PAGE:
The too-soon reboot of the Spider-Man movie franchise in the form of The Amazing Spider-Man seemed to make a lot of promise in its early teaser videos. Sadly, no one mentioned that all the entertaining parts of the movie were revealed in the trailers.
All that remained were awkward teen angst moments, even more awkward random intimate scenes between Peter Parker and Gwen Stacey, rounded out by another run through of Spidey’s origin story with the obligated “let criminal get away who ends up killing Uncle Ben” sequence.
The rest of the movie was filled with gaping plotholes and a number of occurrences begging the viewer to play along just for the movie to continue to make sense.
Of some of the plot holes in the movie, there are some egregious ones:
1. When Peter visits Oscorp, he opts to steal an intern’s badge, while no one bothers to check ID nor bother to check the ID of the person he stole the badge from. Security simply tosses out the real guy, no questions asked.
2. While at Oscorp, Peter just freely walks into an experimental chamber full of spiders and webbing, without any security guards in his way, nor any cameras that pick him up as an intruder. He’s in street clothes!
3. Getting grazed in the leg by a gunshot damn near ruined the day. With all the heightened strength and web-slinging agility, and being pummeled by the Lizard all movie long, Spidey’s one weakness is a bullet to the leg, and he’s lost all ability to stick to walls, can’t swing from building to building, and even his web shooter’s reach is affected. Then after getting to Oscorp tower, he’s no longer hampered by the injury anymore. What gives?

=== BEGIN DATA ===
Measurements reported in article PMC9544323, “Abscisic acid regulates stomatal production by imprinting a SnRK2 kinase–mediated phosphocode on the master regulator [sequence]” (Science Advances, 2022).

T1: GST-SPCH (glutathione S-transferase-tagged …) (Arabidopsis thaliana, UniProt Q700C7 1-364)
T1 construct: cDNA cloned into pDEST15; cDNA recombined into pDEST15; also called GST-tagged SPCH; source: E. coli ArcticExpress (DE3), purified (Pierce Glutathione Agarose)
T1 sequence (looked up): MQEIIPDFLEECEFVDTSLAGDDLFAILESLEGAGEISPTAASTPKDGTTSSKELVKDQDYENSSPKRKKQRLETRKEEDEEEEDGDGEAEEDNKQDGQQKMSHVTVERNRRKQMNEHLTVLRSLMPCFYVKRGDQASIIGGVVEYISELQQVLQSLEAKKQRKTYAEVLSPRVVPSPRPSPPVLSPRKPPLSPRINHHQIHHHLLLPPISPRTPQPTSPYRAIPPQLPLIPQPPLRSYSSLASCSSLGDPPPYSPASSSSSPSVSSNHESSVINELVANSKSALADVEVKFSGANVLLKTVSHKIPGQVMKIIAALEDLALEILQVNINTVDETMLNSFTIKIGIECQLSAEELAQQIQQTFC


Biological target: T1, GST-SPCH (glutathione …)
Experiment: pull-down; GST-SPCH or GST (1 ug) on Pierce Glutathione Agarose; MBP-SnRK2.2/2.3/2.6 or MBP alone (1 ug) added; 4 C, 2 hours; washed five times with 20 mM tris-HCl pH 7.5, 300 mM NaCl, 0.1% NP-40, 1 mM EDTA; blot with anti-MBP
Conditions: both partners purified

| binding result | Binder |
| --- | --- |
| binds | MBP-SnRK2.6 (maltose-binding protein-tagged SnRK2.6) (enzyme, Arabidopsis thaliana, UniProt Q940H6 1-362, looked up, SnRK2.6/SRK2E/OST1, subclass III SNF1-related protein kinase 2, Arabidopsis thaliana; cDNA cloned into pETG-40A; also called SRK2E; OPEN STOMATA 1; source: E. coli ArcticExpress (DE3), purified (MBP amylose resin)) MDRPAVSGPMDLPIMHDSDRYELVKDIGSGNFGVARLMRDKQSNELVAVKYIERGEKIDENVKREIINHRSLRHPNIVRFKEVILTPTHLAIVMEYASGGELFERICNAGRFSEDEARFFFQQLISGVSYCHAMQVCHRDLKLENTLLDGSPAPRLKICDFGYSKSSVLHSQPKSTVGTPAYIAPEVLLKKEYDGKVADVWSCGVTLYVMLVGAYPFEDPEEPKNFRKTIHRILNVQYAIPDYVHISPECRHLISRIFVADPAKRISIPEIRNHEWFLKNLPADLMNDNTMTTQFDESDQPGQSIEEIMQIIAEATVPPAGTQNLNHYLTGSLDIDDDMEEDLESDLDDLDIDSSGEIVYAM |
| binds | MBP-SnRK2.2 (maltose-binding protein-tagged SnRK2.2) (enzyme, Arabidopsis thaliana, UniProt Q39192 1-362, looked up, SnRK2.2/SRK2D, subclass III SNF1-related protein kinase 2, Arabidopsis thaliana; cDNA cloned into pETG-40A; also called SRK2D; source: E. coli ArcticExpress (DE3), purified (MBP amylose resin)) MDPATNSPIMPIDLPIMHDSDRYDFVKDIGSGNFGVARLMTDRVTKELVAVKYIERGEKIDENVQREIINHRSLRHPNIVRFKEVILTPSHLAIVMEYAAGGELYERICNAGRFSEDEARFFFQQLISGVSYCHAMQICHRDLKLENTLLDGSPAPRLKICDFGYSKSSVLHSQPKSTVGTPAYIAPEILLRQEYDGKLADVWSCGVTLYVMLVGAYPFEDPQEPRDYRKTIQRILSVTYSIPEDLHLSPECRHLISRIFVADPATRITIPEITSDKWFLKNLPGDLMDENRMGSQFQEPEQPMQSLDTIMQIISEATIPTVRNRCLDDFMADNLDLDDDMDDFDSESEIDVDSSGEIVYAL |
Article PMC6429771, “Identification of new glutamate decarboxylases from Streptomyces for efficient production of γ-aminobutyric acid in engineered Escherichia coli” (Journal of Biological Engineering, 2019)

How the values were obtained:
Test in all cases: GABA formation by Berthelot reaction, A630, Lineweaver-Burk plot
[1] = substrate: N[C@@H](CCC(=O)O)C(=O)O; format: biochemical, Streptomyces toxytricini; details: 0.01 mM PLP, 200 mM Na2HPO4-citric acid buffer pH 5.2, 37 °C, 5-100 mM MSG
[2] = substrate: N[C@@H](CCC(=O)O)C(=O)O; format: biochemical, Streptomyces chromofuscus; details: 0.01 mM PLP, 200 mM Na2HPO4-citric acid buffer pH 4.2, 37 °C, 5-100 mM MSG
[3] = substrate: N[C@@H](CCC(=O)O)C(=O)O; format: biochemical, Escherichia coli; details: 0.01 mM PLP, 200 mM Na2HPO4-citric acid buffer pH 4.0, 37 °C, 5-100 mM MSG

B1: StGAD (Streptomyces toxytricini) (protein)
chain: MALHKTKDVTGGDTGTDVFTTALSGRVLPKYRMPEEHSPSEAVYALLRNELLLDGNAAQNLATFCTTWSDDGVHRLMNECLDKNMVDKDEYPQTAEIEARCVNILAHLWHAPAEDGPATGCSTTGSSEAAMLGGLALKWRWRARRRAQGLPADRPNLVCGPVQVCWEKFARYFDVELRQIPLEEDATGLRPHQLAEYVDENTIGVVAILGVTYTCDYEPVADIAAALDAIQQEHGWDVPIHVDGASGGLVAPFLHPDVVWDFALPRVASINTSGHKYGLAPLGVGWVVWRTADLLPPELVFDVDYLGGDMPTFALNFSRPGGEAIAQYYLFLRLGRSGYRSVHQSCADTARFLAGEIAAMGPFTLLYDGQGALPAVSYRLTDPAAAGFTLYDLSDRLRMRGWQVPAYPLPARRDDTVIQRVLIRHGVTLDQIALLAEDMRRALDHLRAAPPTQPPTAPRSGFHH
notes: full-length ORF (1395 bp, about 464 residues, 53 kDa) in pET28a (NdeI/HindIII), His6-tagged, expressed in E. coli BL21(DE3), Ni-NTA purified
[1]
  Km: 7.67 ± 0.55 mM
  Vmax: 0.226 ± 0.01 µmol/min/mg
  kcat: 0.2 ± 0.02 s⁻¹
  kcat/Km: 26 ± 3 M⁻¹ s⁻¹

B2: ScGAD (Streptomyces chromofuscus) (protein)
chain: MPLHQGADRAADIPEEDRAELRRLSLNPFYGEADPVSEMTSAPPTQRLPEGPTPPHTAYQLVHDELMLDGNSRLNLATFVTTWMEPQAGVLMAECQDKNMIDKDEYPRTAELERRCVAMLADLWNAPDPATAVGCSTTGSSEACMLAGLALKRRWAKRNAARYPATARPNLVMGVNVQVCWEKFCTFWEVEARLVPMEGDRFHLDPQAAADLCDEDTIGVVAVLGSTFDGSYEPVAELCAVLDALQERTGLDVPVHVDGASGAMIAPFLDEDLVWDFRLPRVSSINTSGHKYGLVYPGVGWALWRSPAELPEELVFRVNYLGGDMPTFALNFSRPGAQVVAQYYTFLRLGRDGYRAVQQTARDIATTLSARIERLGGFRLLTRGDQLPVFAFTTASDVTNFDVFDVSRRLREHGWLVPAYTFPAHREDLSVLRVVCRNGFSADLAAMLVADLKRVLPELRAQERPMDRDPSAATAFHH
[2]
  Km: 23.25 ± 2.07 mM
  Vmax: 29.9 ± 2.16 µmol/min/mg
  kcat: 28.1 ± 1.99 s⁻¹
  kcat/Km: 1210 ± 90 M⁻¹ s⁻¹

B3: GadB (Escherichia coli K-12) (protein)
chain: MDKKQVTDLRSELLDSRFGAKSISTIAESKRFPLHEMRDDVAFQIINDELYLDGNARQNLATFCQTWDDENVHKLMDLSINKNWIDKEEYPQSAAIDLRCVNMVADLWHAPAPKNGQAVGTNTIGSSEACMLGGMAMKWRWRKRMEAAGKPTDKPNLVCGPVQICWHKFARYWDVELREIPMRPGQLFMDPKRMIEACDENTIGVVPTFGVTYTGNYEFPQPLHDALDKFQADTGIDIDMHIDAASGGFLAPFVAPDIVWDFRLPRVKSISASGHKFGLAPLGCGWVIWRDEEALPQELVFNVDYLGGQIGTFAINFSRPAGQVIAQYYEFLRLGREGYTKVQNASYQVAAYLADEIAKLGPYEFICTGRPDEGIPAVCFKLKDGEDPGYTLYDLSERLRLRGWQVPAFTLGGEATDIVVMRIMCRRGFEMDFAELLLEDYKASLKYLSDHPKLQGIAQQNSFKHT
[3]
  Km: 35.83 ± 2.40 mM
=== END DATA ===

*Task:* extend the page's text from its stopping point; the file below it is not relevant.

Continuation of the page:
I didn’t really follow this movie since its inception nor cared much about the random production updates, but I always felt that it was too early to reboot the franchise. However, after seeing the initial trailers for the movie, I did feel that it had potential to successfully freshen things up with a more serious and darker tone similar to Christoper Nolan’s Batman.
Unfortunately, the movie simply fell flat because it was more about following along a predictable plot with haphazard character development than really giving new perspective to the franchise.
Un-Amazing and Unimaginative
You knew that the movie was going to introduce the following events in this format: Enter geek/nerd Peter Parker, introduce bully Flash Gordon, introduce love interest Gwen Stacy, introduce father-figure-in-uncle Ben Parker, introduce soon-to-be villain, introduce experimental spider, spider bite starts up Spider-Man abilities, get revenge on bully, get in argument with Uncle Ben, Uncle Ben meets his unavoidable doom, Spidey is motivated by death, fights a few bad guys, fights villain, everyone who knows his identity gets killed (or deemed crazy or cares enough to keep it a secret), and ends with terrible suggestive dialogue.
Basically, nothing to be amazed about. Just a cookie-cutter version of Raimi’s Spider-Man, with actors/characters swapped around, and some slight adjustments to Spider-Man’s mannerisms and a few nods to his signature poses.
Some Numerical Ratings (because it somehow matters)